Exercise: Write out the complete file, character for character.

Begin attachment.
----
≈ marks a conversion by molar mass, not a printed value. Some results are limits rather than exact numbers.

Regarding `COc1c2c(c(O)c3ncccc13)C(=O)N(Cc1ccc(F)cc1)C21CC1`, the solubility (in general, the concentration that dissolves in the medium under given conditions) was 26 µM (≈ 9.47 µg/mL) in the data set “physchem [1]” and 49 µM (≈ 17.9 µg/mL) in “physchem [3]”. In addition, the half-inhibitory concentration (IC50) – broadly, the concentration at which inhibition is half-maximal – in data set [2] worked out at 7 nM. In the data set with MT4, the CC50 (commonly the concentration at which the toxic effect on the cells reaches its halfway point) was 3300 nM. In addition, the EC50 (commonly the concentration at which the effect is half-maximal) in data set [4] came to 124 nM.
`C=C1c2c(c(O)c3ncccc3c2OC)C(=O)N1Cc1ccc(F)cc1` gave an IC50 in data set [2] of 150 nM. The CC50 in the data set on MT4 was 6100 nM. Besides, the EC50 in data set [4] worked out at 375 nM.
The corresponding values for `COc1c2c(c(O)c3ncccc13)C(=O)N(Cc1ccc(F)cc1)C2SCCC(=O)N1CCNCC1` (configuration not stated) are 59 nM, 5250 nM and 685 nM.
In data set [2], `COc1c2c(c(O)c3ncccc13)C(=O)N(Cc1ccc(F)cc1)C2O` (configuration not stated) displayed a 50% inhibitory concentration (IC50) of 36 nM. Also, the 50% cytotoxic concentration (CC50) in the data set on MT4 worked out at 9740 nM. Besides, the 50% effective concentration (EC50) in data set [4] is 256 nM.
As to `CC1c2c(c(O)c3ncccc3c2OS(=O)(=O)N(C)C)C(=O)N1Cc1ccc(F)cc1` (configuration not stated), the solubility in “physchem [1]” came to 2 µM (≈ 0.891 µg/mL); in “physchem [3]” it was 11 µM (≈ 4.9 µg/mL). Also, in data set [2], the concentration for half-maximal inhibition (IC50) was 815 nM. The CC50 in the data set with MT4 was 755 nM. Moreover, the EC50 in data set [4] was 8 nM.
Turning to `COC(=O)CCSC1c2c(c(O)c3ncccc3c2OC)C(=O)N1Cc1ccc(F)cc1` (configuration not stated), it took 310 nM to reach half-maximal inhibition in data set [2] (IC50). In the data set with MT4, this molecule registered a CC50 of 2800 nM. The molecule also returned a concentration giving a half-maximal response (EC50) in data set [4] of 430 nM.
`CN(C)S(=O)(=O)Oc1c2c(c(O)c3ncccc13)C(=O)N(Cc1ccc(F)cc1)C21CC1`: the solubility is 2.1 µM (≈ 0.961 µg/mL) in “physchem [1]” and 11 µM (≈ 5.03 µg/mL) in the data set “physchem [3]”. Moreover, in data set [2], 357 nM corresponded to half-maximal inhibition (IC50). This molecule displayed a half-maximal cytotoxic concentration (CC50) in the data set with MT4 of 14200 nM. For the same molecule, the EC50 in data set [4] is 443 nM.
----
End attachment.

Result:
≈ marks a conversion by molar mass, not a printed value. Some results are limits rather than exact numbers.

Regarding `COc1c2c(c(O)c3ncccc13)C(=O)N(Cc1ccc(F)cc1)C21CC1`, the solubility (in general, the concentration that dissolves in the medium under given conditions) was 26 µM (≈ 9.47 µg/mL) in the data set “physchem [1]” and 49 µM (≈ 17.9 µg/mL) in “physchem [3]”. In addition, the half-inhibitory concentration (IC50) – broadly, the concentration at which inhibition is half-maximal – in data set [2] worked out at 7 nM. In the data set with MT4, the CC50 (commonly the concentration at which the toxic effect on the cells reaches its halfway point) was 3300 nM. In addition, the EC50 (commonly the concentration at which the effect is half-maximal) in data set [4] came to 124 nM.
`C=C1c2c(c(O)c3ncccc3c2OC)C(=O)N1Cc1ccc(F)cc1` gave an IC50 in data set [2] of 150 nM. The CC50 in the data set on MT4 was 6100 nM. Besides, the EC50 in data set [4] worked out at 375 nM.
The corresponding values for `COc1c2c(c(O)c3ncccc13)C(=O)N(Cc1ccc(F)cc1)C2SCCC(=O)N1CCNCC1` (configuration not stated) are 59 nM, 5250 nM and 685 nM.
In data set [2], `COc1c2c(c(O)c3ncccc13)C(=O)N(Cc1ccc(F)cc1)C2O` (configuration not stated) displayed a 50% inhibitory concentration (IC50) of 36 nM. Also, the 50% cytotoxic concentration (CC50) in the data set on MT4 worked out at 9740 nM. Besides, the 50% effective concentration (EC50) in data set [4] is 256 nM.
As to `CC1c2c(c(O)c3ncccc3c2OS(=O)(=O)N(C)C)C(=O)N1Cc1ccc(F)cc1` (configuration not stated), the solubility in “physchem [1]” came to 2 µM (≈ 0.891 µg/mL); in “physchem [3]” it was 11 µM (≈ 4.9 µg/mL). Also, in data set [2], the concentration for half-maximal inhibition (IC50) was 815 nM. The CC50 in the data set with MT4 was 755 nM. Moreover, the EC50 in data set [4] was 8 nM.
Turning to `COC(=O)CCSC1c2c(c(O)c3ncccc3c2OC)C(=O)N1Cc1ccc(F)cc1` (configuration not stated), it took 310 nM to reach half-maximal inhibition in data set [2] (IC50). In the data set with MT4, this molecule registered a CC50 of 2800 nM. The molecule also returned a concentration giving a half-maximal response (EC50) in data set [4] of 430 nM.
`CN(C)S(=O)(=O)Oc1c2c(c(O)c3ncccc13)C(=O)N(Cc1ccc(F)cc1)C21CC1`: the solubility is 2.1 µM (≈ 0.961 µg/mL) in “physchem [1]” and 11 µM (≈ 5.03 µg/mL) in the data set “physchem [3]”. Moreover, in data set [2], 357 nM corresponded to half-maximal inhibition (IC50). This molecule displayed a half-maximal cytotoxic concentration (CC50) in the data set with MT4 of 14200 nM. For the same molecule, the EC50 in data set [4] is 443 nM.